Slovakia plans to import regasified LNG via at least four European terminals, as it looks to slash reliance on Russian gas, according to the country’s Economy Minister Richard Sulik.
The landlocked country is located in Central Europe and its neighbors include Poland, Ukraine, Hungary, Austria, and the Czech Republic. Slovakia uses about 5 bcm of natural gas per year.
Sulik told a press conference on Friday that Slovakia secured both LNG and Norwegian pipeline supplies to cover around 65 percent of the country’s demand until the end of next year, the economy ministry said in a statement posted on its website.
At the same time, Slovakia would continue to buy Russian pipeline gas supplies, he said.
With these combined flows, the country would fill gas storages by July 10 to secure enough supply for the next winter season.
“I can today announce that we have reduced our dependence on Russian gas from June 1 by 66 percent,” Sulik said.
Regasified LNG would cover about 36 percent of these new supplies.
Croatia, Italy, Belgium, UK, and Poland
Slovakia’s state gas firm SPP would get gas via regasification plants located in Croatia, Italy, Belgium, but also the UK, Sulik said.
SPP would take up to two LNG cargoes per month, he said.
Sulik did not name the sources of the supplies or the exact terminals.
Croatia’s only regasification terminal is the FSRU-based Krk facility, while Belgium has the Fluxys-operated Zeebrugge plant.
Italy currently has three large terminals, namely Snam’s Panigaglia onshore LNG terminal, FSRU Toscana, and the Adriatic LNG terminal. The Adriatic terminal, owned by ExxonMobil, QatarEnergy, and Snam, could be the facility where Slovakia aims to receive some of these LNG supplies.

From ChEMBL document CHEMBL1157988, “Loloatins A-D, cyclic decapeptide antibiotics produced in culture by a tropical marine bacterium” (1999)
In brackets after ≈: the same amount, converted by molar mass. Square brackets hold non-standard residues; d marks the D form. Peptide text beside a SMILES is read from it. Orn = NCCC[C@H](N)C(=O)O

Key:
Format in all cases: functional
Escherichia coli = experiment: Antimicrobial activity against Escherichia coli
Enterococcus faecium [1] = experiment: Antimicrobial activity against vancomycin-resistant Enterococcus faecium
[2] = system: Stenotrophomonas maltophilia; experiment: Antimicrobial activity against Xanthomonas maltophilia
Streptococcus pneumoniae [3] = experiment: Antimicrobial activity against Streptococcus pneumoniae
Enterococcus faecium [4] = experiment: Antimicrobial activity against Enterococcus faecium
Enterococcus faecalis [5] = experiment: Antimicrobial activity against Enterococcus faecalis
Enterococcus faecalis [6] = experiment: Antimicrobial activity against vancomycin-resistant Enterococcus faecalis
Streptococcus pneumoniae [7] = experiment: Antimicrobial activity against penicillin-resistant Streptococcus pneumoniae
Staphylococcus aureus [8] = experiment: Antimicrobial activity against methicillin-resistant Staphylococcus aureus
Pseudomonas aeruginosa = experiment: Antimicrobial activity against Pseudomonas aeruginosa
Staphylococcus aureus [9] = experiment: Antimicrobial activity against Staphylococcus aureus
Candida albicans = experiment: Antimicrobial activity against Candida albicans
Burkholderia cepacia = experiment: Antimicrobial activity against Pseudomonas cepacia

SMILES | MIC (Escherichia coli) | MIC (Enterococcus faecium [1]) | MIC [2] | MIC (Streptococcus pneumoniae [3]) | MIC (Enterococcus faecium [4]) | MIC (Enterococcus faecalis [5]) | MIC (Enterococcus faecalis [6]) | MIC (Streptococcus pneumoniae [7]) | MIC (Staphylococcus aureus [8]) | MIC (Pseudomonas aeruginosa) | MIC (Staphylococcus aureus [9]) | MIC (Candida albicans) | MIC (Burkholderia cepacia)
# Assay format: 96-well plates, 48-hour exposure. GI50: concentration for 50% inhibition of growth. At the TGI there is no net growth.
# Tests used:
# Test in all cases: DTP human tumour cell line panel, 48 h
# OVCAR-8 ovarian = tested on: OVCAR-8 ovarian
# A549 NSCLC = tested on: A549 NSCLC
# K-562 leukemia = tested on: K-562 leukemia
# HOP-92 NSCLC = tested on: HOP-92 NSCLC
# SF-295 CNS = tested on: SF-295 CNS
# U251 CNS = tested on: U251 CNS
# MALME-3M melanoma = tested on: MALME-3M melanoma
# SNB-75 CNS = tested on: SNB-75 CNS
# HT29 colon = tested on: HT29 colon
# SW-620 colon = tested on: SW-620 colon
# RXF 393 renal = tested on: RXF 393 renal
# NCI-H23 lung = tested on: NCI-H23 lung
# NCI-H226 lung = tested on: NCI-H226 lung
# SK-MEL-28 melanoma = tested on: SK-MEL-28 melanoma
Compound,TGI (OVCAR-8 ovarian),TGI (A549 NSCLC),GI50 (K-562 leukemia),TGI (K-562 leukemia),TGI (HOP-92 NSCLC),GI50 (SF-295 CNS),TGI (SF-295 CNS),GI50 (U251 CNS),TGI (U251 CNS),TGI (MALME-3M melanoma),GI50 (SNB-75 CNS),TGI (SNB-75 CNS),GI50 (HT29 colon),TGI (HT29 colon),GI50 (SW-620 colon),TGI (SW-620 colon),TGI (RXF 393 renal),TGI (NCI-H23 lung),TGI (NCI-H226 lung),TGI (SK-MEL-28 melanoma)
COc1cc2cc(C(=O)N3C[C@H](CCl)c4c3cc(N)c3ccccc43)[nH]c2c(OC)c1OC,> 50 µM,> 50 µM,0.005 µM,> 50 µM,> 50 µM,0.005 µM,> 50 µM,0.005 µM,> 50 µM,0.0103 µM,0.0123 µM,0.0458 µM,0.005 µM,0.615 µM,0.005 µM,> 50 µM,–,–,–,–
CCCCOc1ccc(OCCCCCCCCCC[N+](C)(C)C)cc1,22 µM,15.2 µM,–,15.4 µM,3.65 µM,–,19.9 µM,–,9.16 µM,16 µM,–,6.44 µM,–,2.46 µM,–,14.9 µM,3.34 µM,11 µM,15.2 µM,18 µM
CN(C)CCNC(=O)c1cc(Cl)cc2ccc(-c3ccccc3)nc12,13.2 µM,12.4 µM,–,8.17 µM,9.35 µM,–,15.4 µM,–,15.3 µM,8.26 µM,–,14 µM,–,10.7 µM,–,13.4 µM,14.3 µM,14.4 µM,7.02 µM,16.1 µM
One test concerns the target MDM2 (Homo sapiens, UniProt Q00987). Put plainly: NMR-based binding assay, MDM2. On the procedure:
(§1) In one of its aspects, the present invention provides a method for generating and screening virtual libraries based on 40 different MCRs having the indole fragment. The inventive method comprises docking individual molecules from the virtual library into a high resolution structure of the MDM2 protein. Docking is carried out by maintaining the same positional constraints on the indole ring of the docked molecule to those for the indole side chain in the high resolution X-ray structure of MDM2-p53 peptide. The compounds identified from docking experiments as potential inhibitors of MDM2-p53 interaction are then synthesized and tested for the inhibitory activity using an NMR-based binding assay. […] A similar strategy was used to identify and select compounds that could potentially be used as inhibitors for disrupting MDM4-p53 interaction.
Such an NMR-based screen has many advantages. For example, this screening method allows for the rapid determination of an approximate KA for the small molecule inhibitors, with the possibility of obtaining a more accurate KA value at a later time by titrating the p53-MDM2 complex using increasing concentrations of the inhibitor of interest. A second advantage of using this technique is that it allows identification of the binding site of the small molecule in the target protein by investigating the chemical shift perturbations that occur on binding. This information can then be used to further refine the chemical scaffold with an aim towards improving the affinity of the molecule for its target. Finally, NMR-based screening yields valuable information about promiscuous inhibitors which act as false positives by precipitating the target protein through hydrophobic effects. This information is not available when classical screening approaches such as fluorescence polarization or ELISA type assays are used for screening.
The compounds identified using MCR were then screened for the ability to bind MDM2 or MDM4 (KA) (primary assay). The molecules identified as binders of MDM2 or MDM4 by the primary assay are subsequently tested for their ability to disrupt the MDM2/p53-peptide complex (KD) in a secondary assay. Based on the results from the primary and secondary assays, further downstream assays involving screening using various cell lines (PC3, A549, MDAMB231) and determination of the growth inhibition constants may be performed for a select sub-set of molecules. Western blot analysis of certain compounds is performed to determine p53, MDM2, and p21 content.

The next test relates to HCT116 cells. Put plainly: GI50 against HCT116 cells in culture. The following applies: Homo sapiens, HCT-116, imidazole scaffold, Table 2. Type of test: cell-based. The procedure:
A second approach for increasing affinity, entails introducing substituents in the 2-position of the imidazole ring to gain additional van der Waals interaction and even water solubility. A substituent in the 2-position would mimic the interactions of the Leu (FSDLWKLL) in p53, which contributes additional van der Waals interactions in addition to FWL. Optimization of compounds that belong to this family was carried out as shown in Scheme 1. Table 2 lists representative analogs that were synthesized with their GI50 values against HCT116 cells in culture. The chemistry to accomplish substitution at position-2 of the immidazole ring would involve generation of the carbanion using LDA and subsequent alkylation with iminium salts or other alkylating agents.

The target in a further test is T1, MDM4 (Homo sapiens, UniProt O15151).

On the other side, the UK also currently hosts three large LNG import terminals. These include the Dragon LNG and South Hook LNG terminals in the port of Milford Haven, and the Grain LNG terminal.
Besides these countries, Slovakia also plans to import LNG via its neighbor Poland following the completion of a gas interconnector later this year, Sulik said.
Poland’s LNG imports continue to increase via the Swinoujscie facility but the country also plans to install an FSRU in Gdansk Bay.
According to the statement, SPP CEO Richard Prokypcak said during the same press conference that LNG supplies or Norwegian pipeline supplies would not be more expensive then Russian deliveries.
The CEO said the price for Norwegian pipeline gas is “highly competitive” but he did not reveal additional information.
“We do not buy any gas at a higher price than that from Russia, the differences in price are very small,” Sulik said.
US and Qatari LNG supplies
SPP said in a statement on April 29 that it would receive a cargo from Cheniere’s Corpus Christi plant at Croatia’s FSRU-based LNG import terminal on the northern Adriatic island of Krk.
The firm said at that time it would receive 93 million cubic meters and provide 5 million cubic meters to its Czech unit.
This US LNG cargo came to Krk onboard the 162,000-cbm BW Pavilion Leeara earlier this month. The Croatian FSRU mostly receives volumes from US terminals.
Besides the US shipment, Slovakia has also shown interest in LNG supplies from Qatar.
Earlier this year, Slovakia’s Minister of Foreign and European Affairs, Ivan Korcok, said that Slovakia would seek ways to import LNG from Qatar.